Let's end dead-end thinking

Exit the cave of discouragement into the light of Christ.

Thinking that sinks into fear, discouragement, cynicism, hopelessness, tends to end in defeat. It's what I call dead-end thinking, and it's not surprising that a visit to a cave would trigger some serious thoughts about dead ends. A visit to what has come to be known as St. Peter's Cave in Antakya, Turkey, caused me to remember the remarkable progress gained when negative thinking is replaced with spiritual enlightenment.

The cave nestles on a hillside overlooking the ancient city of Antioch, where the followers of Jesus were first called Christians (see Acts 11:26). Goats now scramble over the rocky slope or rest in the shade of olive trees, but early Christians such as Peter, Paul, and Barnabas are said to have sought refuge in places like these in order to continue their work. The persecution of Christians in those times was severe, and they must have been sorely tempted to be afraid and discouraged. But they had learned from Christ Jesus the power of spiritually disciplined thinking. Their works and writings as recorded in the New Testament show that dark, dead-end caves were not symbolic of their enlightened thinking.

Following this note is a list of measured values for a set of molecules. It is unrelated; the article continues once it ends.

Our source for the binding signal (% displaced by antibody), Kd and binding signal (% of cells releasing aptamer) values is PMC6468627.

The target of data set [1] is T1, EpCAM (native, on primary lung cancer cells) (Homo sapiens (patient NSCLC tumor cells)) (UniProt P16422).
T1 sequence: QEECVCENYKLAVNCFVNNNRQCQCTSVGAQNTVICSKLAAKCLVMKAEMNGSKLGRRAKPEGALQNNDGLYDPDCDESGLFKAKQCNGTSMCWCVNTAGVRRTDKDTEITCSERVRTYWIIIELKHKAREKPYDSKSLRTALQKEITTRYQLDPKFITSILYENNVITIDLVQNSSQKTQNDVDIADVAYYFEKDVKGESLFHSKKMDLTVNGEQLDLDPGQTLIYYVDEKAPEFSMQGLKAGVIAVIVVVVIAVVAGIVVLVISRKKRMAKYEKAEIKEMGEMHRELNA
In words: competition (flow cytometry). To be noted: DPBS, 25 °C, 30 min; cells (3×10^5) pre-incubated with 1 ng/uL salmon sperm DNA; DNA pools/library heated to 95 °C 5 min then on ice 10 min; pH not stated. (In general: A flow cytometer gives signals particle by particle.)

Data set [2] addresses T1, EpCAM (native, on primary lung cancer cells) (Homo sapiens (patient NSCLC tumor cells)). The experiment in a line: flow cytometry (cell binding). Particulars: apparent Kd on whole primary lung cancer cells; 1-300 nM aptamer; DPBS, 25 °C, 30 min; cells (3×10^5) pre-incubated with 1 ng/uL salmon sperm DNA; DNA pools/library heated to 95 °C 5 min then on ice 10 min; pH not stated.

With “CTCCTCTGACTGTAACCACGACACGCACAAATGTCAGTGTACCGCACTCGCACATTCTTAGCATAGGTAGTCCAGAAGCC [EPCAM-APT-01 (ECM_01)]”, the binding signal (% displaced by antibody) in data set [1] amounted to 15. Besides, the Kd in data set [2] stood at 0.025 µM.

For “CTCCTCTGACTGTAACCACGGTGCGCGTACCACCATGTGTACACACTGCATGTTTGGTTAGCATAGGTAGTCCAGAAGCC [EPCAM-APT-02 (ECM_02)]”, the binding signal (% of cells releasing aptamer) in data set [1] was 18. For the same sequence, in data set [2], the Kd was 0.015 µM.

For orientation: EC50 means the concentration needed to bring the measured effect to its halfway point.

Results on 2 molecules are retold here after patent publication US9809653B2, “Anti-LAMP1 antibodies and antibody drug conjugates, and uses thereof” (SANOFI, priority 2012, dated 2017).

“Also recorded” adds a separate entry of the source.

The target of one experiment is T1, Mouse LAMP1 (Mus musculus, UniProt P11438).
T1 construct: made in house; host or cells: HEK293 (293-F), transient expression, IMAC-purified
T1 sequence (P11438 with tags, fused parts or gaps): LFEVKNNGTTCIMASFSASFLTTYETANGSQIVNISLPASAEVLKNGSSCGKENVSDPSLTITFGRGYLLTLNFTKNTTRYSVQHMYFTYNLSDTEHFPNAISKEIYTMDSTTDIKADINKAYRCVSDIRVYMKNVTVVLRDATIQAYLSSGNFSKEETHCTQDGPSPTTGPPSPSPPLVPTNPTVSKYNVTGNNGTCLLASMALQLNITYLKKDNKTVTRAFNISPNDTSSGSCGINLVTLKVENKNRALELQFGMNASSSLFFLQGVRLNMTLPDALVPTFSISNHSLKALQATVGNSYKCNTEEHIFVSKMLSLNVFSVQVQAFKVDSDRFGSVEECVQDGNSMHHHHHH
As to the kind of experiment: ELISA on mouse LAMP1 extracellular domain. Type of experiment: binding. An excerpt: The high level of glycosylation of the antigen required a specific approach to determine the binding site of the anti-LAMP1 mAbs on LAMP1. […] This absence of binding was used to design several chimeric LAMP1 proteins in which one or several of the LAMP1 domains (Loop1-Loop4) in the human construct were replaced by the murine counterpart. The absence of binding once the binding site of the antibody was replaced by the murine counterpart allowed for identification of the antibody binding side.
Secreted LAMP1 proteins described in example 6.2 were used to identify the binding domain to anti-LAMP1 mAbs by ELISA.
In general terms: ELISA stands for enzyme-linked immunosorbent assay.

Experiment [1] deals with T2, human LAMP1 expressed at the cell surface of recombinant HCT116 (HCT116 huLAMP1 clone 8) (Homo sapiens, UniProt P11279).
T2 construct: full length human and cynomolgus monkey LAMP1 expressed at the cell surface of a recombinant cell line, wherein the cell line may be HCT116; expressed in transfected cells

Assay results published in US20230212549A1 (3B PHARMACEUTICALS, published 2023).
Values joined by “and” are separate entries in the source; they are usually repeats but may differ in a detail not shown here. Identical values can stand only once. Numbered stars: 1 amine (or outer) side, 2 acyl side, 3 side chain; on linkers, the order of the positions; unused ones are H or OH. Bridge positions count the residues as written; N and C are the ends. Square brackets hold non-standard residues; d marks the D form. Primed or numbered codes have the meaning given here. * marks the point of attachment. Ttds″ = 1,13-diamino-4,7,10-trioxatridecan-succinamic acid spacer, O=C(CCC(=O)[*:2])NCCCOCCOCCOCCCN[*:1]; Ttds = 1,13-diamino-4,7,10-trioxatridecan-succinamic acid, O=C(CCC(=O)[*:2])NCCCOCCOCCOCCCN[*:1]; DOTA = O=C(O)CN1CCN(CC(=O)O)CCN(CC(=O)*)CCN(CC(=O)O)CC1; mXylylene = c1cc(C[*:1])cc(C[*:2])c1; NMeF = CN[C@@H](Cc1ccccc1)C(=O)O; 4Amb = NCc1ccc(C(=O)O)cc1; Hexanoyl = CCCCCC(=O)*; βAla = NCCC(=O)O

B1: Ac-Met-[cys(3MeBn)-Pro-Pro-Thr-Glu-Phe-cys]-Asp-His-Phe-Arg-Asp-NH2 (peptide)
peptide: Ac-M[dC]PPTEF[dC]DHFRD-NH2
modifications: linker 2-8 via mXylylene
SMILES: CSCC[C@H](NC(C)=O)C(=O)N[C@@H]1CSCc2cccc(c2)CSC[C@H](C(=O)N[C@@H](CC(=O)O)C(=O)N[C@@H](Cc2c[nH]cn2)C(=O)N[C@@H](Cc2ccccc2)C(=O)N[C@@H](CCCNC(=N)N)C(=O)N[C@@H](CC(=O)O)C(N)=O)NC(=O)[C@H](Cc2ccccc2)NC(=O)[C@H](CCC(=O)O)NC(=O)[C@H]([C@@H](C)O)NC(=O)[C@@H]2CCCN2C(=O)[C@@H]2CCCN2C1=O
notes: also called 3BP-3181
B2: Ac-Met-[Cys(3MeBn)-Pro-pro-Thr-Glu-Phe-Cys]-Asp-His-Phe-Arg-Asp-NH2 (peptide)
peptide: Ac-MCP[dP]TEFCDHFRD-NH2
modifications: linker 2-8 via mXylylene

Out of heartbreak, into joy
January 19, 1998

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